Mari

IMG_6104Mari is an intelligent, loving horse with a definite soft spot for children.  And like the children she works with today, she’s suffered from acting out of fear and intimidation.  Between Horses and Humans has changed Mari’s life and continues to heal her heart.

Neither Mari nor her owner Cindy Cowan had any idea what was in store for them when Cindy bought the horse from a local couple in November 2009. The couple brought Mari to Nevada from Iowa to be a show horse and be part of a breeding facility.  Mari is the granddaughter of the famous national show horse Color of Fame.  She is a saddle-bred crossed with arabians, and has a distinct beauty and grace.

In 2009 Cindy’s beloved gray arabian died after 22 years of partnership, so she was open to getting a new horse.  That’s when she crossed paths with Mari and the two formed a new partnership… sort of.  Mari was sold to Cindy under the guise that Mari was well-broke, but it didn’t take long for Cindy to realize that wasn’t the case.  Mari was extremely fearful, and would rear up at the slightest disturbance.  It turned out that Mari had received training in Nevada from a cowboy who “broke her in” in 6 weeks.  Based upon Mari’s level of fear and intimidation Cindy knew there had been some cruel tactics and techniques used with the horse prior to her owning Mari.  After many attempts to work with her new horse with little improvement, Cindy began looking for help.

Barbara Slade was working as horse trainer and was involved in the foundation that eventually became Between Horses and Humans, and she began working with Cindy and Mari.  Cindy moved Mari to the Imar ranch where Barbara worked.  Together the three of them worked to help Mari overcome her previous bad experiences and to build a relationship of trust.  The foundation owned Rascal & Fred at that time, and Barbara was often working with children near Mari’s stall.  The children would look at the horses, deciding whether to work with Rascal or Fred on a particular day.  During those moments Cindy and Barbara began to notice Mari staring longingly at the children as if to say, “Pick me!”.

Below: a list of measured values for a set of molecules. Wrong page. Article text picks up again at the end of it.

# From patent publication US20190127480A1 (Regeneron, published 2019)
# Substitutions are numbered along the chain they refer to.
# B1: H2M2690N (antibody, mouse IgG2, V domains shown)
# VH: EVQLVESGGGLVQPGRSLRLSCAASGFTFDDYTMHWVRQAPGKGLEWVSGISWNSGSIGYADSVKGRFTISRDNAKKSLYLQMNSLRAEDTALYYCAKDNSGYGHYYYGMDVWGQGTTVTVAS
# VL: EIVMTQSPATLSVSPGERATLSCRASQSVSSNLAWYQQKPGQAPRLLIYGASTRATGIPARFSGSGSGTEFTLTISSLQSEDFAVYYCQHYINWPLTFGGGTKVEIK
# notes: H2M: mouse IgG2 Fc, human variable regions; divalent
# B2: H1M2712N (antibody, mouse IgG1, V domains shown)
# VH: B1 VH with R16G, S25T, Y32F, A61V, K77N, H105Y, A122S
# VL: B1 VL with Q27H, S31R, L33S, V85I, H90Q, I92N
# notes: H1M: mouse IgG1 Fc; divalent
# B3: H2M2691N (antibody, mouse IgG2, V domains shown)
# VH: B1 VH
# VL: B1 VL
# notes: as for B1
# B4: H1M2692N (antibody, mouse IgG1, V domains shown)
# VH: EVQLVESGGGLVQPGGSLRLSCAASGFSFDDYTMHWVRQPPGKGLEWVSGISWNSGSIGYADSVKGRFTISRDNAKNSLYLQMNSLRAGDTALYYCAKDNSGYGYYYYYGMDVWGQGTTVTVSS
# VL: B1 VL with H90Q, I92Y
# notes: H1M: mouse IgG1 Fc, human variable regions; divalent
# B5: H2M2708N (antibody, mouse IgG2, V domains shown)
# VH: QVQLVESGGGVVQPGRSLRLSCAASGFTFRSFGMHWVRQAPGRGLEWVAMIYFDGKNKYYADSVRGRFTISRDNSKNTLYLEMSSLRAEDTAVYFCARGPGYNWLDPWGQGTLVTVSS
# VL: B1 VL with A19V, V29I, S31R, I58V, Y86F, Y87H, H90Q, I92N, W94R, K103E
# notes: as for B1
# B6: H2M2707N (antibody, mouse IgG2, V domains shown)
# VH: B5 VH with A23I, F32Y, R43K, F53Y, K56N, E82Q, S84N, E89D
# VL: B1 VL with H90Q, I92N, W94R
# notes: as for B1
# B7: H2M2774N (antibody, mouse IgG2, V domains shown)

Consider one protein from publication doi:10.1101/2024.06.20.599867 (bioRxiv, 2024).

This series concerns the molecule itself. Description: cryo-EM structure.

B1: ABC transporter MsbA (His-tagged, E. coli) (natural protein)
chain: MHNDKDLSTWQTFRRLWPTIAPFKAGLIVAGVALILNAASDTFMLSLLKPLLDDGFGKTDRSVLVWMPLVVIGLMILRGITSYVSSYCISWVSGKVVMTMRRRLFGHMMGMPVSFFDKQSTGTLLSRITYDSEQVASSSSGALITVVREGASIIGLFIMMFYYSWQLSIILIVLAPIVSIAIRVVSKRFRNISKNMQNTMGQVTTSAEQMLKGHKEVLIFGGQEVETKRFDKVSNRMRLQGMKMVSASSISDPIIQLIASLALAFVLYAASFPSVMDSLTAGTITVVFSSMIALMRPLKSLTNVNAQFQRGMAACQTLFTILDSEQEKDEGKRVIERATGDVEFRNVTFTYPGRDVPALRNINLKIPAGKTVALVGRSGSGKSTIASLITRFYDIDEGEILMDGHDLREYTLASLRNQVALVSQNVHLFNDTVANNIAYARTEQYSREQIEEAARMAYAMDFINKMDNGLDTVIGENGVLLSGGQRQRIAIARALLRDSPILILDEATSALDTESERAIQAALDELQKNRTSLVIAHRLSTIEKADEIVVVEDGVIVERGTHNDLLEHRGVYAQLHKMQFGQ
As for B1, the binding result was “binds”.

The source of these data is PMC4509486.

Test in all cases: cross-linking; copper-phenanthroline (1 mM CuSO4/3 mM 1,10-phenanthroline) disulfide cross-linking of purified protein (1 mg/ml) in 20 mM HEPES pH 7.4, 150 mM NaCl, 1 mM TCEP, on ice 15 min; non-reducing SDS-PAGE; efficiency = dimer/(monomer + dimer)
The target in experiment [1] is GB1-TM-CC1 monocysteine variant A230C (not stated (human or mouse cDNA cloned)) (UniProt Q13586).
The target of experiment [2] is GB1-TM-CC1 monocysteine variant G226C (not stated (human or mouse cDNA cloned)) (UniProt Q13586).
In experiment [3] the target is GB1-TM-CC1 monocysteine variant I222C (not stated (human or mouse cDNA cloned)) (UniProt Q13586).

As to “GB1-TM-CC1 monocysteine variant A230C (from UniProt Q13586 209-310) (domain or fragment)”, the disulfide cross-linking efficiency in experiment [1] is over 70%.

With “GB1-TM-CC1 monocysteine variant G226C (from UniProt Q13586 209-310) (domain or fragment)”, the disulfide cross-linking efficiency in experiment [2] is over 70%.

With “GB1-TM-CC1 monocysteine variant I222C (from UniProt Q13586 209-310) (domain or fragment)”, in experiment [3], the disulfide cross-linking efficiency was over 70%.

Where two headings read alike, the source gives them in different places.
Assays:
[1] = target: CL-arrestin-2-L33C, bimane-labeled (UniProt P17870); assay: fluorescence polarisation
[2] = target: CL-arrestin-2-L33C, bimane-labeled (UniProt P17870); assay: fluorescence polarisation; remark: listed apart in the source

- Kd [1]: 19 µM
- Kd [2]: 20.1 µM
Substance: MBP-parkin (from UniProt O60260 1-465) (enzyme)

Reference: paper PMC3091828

IMG_4689Eventually Barbara agreed to allow the children to do ground work with Mari – she was still too risky for the students to ride at that point.  Mari loved the kids, and would wrap her neck around them, nuzzle them, and be playful and gentle.  Eventually she proved herself enough that the students would ride her.  Mari was very different when she worked with the children.  She was always careful and rarely displayed any of her fearful, rearing up behavior.  She loved the students.

Eventually the foundation program moved to a different ranch, but Mari stayed behind because she wasn’t part of the program and there wasn’t room for her at the new ranch.  Barbara continued to work with Cindy and Mari, and she showed vast improvement.  Mari likes to think, and she loves to do tricks.  Cindy was inspired when she saw the show Cavalia and she began to teach Mari some of the moves.  She began with the stump, then moved on to the pedestal, taught her to hold her legs up, take a bow, and play with balls, hoops, ribbons and so on.  Mari loved it, and it helped them to build their relationship of trust.  The fearful behavior became more and more scarce.

Mari EyeMari was reunited with the BHH program when they moved to Maddi’s Friesian Ranch in 2014.  She is wonderful with the students, and they definitely enjoy her affinity for performing tricks.  She was injured this year – she hurt her back and it has taken months to recover so she wasn’t being ridden much.  She is recovering well and is almost back to her former health.  As soon as she’s fully recovered she’ll be back to her regular schedule of working with BHH students on Mondays, Tuesdays, Saturdays, and sometimes Fridays, as well as her regular rides with Cindy.

Mari is an asset to the BHH program, and her journey through fear to triumph is an inspiration to BHH students.  A huge thanks to Cindy Cowan for her generosity in lending Mari to the BHH program.

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Photos by Nicole Eyerly

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